The Volokh Conspiracy
Mostly law professors | Sometimes contrarian | Often libertarian | Always independent
NYU Law's chapter of Students for Justice in Palestine circulated a statement that, besides casually endorsing the murder of Israeli civilians, argued that "framing is everything and the Zionist grip on the media is omnipresent" and also referenced the "Islamophobic, Zionist-funded US and Western media."
Let's be clear–criticism of Israel, no matter how harsh, isn't necessarily antisemitic. And there are marginal cases where harsh criticism of Israel is skirting the borderlines of antisemitism, sufficient at least to give the critic plausible deniability.
This is not one of those cases. First, the objectionable language noted above is not criticism of Israel, it's criticism of the "Zionist" media in the US and the West.
Second, the clearest, most obvious form of antisemitism that tries to obscure itself behind antizionism is when one can substitute the word "Zionist" for the word "Jew," and one is left with an obvious, longstanding antisemitic trope.
The SJP statement falls exactly into that category. Anyone who knows anything about the modern history of antisemitism knows that Jewish control of the media is about as clear as antisemitic trope as there is. "Controlling the media" is even listed as one of the most prominent "antisemitic canards" in Wikipedia's entry on that topic.
If you are unfamiliar with this trope and doubt my account of it, maybe David Duke's statements can help educate you. For example: "There is a problem in America with a very strong, powerful tribal group that dominates our media…" And "Wow, I think this whole Trump University case, really, if we exploit it, can really expose the entire Jewish manipulation of the American media." Sometimes Duke, like NYU Law's SJP, somewhat more subtly refers to "Zionist control" of the media.
Finding an SJP chapter mimicking classic Nazi-style antisemitism is, unfortunately, not a surprise, as this is the sort of thing SJP has become known for. What's remarkable instead is the reaction of other student organizations.
You might think that students at NYU Law, once a haven for Jews excluded from the likes of Harvard by anti-Jewish quotas, and whose students are oh-so-sensitive to any real or perceived slight to any minority group, might have risen as one to denounce SJP's antisemitic rhetoric. You would be wrong; very wrong.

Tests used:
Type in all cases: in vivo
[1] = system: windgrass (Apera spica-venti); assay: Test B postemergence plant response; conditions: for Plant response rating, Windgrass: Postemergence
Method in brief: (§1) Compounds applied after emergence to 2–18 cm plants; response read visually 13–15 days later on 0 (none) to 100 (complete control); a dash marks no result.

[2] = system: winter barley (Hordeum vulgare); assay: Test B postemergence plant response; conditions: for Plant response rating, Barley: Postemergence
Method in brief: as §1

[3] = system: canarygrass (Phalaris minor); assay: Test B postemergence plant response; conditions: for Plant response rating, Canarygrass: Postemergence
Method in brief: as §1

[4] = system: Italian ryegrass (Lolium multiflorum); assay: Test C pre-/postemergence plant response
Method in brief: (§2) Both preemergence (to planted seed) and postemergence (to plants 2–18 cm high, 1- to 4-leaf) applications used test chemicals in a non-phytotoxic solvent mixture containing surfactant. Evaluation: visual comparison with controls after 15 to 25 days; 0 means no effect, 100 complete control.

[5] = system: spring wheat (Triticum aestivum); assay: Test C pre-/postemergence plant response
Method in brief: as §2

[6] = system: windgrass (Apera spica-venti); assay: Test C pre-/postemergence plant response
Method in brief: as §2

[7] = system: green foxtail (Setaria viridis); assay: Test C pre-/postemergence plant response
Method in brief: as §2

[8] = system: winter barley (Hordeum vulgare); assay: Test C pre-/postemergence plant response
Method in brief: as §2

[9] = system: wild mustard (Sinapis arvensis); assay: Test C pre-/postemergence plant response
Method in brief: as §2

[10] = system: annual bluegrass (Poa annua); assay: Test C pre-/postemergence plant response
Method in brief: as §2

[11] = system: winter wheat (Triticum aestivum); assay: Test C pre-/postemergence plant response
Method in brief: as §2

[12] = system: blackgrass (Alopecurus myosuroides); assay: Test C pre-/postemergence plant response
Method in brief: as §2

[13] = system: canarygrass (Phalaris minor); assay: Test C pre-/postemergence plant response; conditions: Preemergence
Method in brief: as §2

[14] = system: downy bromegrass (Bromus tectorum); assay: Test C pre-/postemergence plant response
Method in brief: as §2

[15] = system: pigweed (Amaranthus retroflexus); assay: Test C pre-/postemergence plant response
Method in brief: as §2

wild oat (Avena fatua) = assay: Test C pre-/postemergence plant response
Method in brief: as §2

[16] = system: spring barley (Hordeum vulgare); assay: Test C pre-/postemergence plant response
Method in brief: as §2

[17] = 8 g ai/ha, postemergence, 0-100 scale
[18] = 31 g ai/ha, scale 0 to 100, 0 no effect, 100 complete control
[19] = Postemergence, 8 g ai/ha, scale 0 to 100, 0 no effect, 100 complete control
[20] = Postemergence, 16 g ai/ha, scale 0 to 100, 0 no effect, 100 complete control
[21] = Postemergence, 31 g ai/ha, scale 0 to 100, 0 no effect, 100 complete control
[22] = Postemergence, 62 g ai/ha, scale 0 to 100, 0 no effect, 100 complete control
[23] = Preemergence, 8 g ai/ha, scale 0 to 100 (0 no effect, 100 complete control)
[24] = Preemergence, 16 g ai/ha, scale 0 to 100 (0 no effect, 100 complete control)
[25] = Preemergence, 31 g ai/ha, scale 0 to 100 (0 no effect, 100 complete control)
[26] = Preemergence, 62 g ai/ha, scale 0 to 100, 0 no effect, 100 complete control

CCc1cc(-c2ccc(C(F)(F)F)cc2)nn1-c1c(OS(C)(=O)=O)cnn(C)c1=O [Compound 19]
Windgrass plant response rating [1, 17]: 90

Aaron Sibarium reports in the Washington Free Beacon:
Over the next 24 hours, 11 student groups wrote to the law school's all-student listserv to express their support for the statement: the Black Allied Law Students Association, the Middle Eastern Law Students Association, the Muslim Law Students Association, the South Asian Law Students Association, the Disability Allied Law Students Association, the National Lawyers Guild, the Women of Color Collective, the Coalition on Law & Representation, the NYU Review of Law and Social Change, and Ending the Prison Industrial Complex.
When Jewish students protested the pile-on, they encountered a torrent of vitriol. "Quiet, you baby," replied Michael Stamos, a first-year student at the law school. Helen Campbell, a third-year student, ridiculed the suggestion that Students for Justice in Palestine should condemn attacks on Israeli civilians. After all, she wrote, "you don't condemn an earthquake or a lethal outbreak of flu."
Every student who signed on to SJP's statement is responsible for at least negligently endorsing antisemitism, under the "known or should have known" standard. Those who should have known, but either did not read the SJP statement carefully or somehow missed the antisemitic implications of the Jews/Zionists-own-and-control the media shtick, should publicly withdraw their endorsement.